Change of turf for a brick kiln labourer in MP to national sub-junior hockey player | bhopal | Hindustan Times
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Change of turf for a brick kiln labourer in MP to national sub-junior hockey player

bhopal Updated: May 06, 2015 18:03 IST
Shruti Tomar
Shruti Tomar
Hindustan Times
National Sub-Junior Hockey Championship


From muddy place of brick kiln to green turf, hockey came to him accidentally.

Till two years ago, he had never even seen hockey, but today he is a member of the Madhya Pradesh team participating in the National Sub-Junior Hockey Championship.

Story of Rishiraj Mahobiya, originally from a small village in Narsinghpur district, took a curious turn after he shifted to Narsinghpur town following death of his father to earn livelihood for himself and his mother from a brick kiln.

"After coming to Narsinghpur at my maternal uncle’s home, I had no friends, I felt lonely. I used to work as a labourer at a brick kiln after completing 14 years and I would often sit under tamarind tree to take rest. In the ground where this tree stood in the corner, a group of boys used to play hockey. Seeing me under the tree almost daily, coach of the group Rajkumar Chaubey once called me and gave a hockey stick in my hand. That was the first instance when I grabbed the hockey stick," said Mahobiya.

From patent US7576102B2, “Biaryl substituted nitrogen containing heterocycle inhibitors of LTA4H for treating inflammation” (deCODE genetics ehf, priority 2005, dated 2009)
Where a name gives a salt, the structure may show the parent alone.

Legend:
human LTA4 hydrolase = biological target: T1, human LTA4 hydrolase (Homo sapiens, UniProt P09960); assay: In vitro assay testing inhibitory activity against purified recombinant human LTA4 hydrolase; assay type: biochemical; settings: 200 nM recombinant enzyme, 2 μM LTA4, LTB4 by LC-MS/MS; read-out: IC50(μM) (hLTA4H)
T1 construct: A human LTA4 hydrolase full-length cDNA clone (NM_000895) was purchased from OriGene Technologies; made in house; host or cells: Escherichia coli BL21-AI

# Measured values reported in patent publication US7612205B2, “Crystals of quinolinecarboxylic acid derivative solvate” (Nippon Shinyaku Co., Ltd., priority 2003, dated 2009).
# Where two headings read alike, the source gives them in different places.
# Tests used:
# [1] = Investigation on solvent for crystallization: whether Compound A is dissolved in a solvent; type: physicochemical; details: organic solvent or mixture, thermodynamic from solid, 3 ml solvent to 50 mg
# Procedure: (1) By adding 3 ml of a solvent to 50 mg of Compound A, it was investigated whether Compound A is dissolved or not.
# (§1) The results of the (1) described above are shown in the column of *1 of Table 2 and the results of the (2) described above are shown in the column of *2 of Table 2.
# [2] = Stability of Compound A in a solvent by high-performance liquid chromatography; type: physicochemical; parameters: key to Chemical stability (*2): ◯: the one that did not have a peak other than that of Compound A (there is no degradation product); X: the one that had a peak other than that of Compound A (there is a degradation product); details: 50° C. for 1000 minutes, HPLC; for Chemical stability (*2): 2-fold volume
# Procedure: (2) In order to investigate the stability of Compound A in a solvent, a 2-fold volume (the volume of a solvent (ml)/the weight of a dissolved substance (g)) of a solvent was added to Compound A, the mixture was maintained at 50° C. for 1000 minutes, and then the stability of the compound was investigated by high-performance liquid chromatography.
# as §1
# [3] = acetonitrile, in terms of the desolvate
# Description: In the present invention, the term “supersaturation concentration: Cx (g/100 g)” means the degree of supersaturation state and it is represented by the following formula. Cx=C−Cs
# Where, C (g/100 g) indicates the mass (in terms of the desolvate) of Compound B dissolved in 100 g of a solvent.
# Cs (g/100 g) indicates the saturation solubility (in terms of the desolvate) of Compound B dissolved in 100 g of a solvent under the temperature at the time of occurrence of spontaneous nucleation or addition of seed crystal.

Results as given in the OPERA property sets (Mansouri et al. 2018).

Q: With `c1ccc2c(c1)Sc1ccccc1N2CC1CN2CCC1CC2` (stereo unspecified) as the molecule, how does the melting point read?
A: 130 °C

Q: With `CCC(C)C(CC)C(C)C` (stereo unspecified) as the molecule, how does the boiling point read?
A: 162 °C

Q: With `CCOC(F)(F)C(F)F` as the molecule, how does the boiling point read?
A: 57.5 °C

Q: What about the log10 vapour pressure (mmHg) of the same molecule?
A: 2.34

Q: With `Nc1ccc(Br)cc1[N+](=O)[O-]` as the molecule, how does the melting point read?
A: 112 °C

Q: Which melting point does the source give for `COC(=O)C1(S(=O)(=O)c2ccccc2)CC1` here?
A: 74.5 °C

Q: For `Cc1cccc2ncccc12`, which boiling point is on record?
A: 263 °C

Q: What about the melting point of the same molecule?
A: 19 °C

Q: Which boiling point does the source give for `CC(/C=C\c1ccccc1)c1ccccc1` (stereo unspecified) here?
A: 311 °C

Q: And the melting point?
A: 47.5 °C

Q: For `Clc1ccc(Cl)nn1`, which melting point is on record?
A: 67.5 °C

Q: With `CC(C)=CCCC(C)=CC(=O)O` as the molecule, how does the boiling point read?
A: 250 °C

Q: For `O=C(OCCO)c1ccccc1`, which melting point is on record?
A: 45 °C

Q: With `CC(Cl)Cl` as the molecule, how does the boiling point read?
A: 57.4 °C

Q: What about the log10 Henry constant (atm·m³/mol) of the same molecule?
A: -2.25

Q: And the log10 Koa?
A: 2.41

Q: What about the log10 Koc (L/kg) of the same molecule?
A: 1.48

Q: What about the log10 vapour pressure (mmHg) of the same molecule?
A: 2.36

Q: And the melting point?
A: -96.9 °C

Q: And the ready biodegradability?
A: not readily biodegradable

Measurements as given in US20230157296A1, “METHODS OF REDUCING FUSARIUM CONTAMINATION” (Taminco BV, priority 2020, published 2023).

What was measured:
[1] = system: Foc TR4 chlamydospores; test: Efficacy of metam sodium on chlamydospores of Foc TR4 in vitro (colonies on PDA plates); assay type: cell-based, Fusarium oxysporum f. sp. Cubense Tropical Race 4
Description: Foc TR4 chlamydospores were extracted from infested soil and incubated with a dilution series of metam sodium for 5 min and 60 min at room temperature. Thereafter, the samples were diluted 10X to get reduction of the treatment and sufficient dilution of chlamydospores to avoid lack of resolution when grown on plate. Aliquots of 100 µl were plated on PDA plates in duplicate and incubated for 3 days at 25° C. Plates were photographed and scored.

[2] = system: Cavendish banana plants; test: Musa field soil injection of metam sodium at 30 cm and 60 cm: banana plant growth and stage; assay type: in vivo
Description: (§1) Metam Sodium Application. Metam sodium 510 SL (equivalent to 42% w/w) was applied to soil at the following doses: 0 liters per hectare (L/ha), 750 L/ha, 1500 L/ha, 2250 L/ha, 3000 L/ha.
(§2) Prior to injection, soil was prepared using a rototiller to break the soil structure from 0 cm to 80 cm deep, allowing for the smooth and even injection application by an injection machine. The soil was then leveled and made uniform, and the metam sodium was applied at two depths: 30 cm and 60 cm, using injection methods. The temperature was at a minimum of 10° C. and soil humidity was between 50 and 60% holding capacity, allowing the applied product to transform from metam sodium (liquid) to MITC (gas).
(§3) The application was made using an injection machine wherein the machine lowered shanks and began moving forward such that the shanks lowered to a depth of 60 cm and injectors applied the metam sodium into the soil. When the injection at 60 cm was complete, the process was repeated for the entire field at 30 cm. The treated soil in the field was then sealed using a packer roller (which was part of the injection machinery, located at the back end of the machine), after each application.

"The coach liked my speed. He asked me to take the ball to the goal post. I did it fast. He asked me to join other players on the ground. That night, I couldn’t sleep due to over excitement. I told my mother that I would play hockey. She smiled and said ‘beta ghar kaise chalega hockey se’ (How will hockey help us earn money?). I didn’t go to the field next day. But I couldn’t stop myself. Third day, I reached the ground. The coach gave me a hockey kit and I started practising hockey," he added.

"My mother always supports me. But it was my selection for the sub-junior national hockey championship being organised in Jammu & Kashmir when it was the first time she said she felt proud of me. It's just like a dream come true for me because I never even imagined in my wildest dreams that I can ever play hockey given my poor financial condition," said Mahobiya with a smile on his face.

Showering praises on Mahobiya, Chaubey said, "He is like an ironman. He makes a fine balance among his studies, work and hockey. He attends school in the morning. He makes bricks in the day and in the evening he practises hockey. I don't think, anyone can put in such a hard labour as he does. Hardly any player can match his speed."